10/13/2011 - New Rail Stations Rule, Public Rights-of-Way Guidelines and Email Notices

New Rail Stations Rule 

U.S. Transportation Secretary Ray LaHood announced on Thursday, September 15th that individuals with disabilities will have greater access to intercity, commuter and high-speed train travel as a result of a new rule requiring new station platform construction or significant renovation to enable those with disabilities to get on and off any car on a train.

"This will help give passengers with disabilities better access to rail travel across the country," said Transportation Secretary Ray LaHood. "By putting this protection in place, passengers with disabilities will be able to get on and off any accessible car that is available to passengers at a new or altered station platform."

The U.S. Department of Transportation (DOT) is amending its Americans with Disabilities Act (ADA) regulations to require intercity, commuter and high-speed passenger railroads to ensure, at new and significantly renovated station platforms, that passengers with disabilities can get on and off any accessible car of the train. Passenger railroads must provide level-entry boarding at new or altered stations in which no track passing through the station and adjacent to platforms is shared with existing freight rail operations.

For new or altered stations in which track shared with existing freight rail operations precludes compliance, passenger railroads will be able to choose among a variety of means to meet a performance standard to ensure that passengers with disabilities can access each accessible train car that other passengers can board at the station. These options include providing car-borne lifts, station-based lifts, or mini-high platforms.

The Department will review a railroad's proposed method to ensure that it provides reliable and safe services to individuals with disabilities in an integrated manner.

The rule also requires that transit providers carry a wheelchair and occupant if the lift and vehicle can physically accommodate them, unless doing so is inconsistent with legitimate safety requirements. In addition, it codifies the existing DOT mechanism for issuing ADA guidance and makes minor technical changes to the Department's ADA rules.

The Final Rule is available at  


Public Rights-of-Way Guidelines

In case you didn't get the word on July 26th, the Access Board Released its Rights-of-Way Guidelines for Public Comment. The guidelines provide design criteria for public streets and sidewalks, including pedestrian access routes, street crossings, curb ramps and blended transitions, on-street parking, street furniture, and other elements. The specifications comprehensively address access that accommodates all types of disabilities, including mobility and vision impairments, while taking into account conditions and constraints that may impact compliance, such as space limitations and terrain.

The guidelines, once finalized and implemented as standards, will apply to newly constructed or altered portions of public rights-of-way covered by the Americans with Disabilities Act (ADA). They will also apply to public rights-of-way built or altered with funding from the Federal government under the Architectural Barriers Act (ABA). The proposed guidelines can be accessed, and comments to them submitted or viewed, through the Federal government's rulemaking portal at Instructions for submitting comments are included in the proposal. The deadline for comments is November 23, 2011. The Board will hold a public hearing on the guidelines in Washington, DC on November 9 (9:30 to 11:30) in theAccess Board Meeting Room at 1331 F Street, NW, Suite 800, Washington, DC 20004.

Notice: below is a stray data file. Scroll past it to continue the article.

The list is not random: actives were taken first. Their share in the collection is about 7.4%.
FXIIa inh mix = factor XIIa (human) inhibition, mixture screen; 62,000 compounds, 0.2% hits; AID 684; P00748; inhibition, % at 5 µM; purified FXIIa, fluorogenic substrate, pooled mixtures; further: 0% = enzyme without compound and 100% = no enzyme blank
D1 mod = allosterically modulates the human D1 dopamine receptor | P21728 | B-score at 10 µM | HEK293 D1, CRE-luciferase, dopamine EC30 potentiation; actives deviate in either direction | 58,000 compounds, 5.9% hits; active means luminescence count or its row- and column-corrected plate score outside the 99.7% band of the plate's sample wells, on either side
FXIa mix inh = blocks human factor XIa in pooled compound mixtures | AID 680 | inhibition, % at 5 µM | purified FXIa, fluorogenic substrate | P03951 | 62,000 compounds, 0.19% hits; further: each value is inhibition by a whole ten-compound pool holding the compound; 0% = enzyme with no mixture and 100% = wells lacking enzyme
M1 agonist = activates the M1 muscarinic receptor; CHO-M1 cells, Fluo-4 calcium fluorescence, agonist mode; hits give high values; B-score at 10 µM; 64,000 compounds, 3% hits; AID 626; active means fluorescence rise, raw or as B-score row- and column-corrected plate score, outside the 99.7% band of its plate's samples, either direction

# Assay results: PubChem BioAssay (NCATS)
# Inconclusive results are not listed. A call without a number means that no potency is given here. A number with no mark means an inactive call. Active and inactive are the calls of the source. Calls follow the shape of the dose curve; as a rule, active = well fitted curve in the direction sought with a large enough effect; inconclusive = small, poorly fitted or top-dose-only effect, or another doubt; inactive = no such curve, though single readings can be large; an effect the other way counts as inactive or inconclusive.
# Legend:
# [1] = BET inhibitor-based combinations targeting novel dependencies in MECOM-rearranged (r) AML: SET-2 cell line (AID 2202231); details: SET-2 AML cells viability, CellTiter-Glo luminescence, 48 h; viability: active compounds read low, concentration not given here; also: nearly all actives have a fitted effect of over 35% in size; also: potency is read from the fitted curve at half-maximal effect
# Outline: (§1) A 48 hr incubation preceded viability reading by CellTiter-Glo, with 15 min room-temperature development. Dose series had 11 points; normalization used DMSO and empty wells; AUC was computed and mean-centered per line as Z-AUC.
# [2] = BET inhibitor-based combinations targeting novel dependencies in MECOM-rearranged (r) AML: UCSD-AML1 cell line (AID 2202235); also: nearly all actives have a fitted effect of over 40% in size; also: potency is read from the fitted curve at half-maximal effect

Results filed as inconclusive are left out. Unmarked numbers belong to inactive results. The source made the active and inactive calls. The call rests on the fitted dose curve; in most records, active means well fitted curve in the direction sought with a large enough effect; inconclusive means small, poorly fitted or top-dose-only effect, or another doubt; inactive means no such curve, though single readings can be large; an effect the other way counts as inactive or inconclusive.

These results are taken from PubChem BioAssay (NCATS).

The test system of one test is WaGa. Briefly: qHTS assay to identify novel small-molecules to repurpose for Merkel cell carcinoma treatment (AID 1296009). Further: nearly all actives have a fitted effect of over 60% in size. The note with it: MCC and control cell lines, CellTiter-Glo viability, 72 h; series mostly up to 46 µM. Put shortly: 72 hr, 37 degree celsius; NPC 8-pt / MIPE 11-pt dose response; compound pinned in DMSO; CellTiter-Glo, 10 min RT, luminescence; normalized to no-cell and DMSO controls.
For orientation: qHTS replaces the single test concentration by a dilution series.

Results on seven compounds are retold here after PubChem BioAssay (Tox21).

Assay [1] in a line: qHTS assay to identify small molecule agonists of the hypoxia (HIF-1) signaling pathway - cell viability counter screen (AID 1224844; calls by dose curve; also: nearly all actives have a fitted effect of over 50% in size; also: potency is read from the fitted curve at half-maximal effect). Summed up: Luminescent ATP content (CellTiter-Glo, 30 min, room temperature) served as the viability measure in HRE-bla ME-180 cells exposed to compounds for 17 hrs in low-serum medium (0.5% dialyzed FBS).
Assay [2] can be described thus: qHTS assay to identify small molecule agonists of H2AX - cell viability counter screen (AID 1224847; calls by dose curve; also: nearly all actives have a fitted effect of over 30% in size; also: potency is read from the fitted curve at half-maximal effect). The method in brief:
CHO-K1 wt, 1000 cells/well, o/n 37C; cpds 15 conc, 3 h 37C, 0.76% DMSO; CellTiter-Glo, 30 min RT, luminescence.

For further information on this rulemaking, visit the Board's website or contact Scott Windley at, (202) 272-0025 (v), or (202) 272-0028 (TTY). Those who wish to provide comments at the hearing are encouraged to contact Kathy Johnson at, (202) 272-0041 (voice), or (202) 272-0065 (TTY) 


Email Notices 

When ETA started sending email notices of breaking regulations, publications, and announcements from the various federal agencies about accessibility topics to our list members, none of the federal agencies had an option to sign up for notices directly from them. At that time, you had to either know what was coming, accidentally talk to someone who knew what had just been released, or pour through the Federal Register every day looking for what interested you. Now many of the agencies allow you to sign up to receive notices directly from them when they publish something new. We applaud these agencies for their initiatives to make helpful and important regulatory information readily available to those of us who must use it on a daily or less frequent basis. Here are the links to a few of those websites if you want to sign up to receive their notices directly:

US Department of Justice Disability Rights Section -

US Access Board active lists -

Newsletter (Once you sign up for one of the Access Board's lists, you should have an option to select other topics of interest to you.)

Public Rights of Way

Outdoor Developed Areas

Transportation Vehicles signup

Passenger Vessels signup

Emergency Transportable Housing

Medical Diagnostic Equipment -



You may register at to receive ETA's free Comparative Analysis of the Standards and for announcements about new and updated access-related Publications. You will be able to select which types of notices you want to receive and we will never sell or share any of your information.


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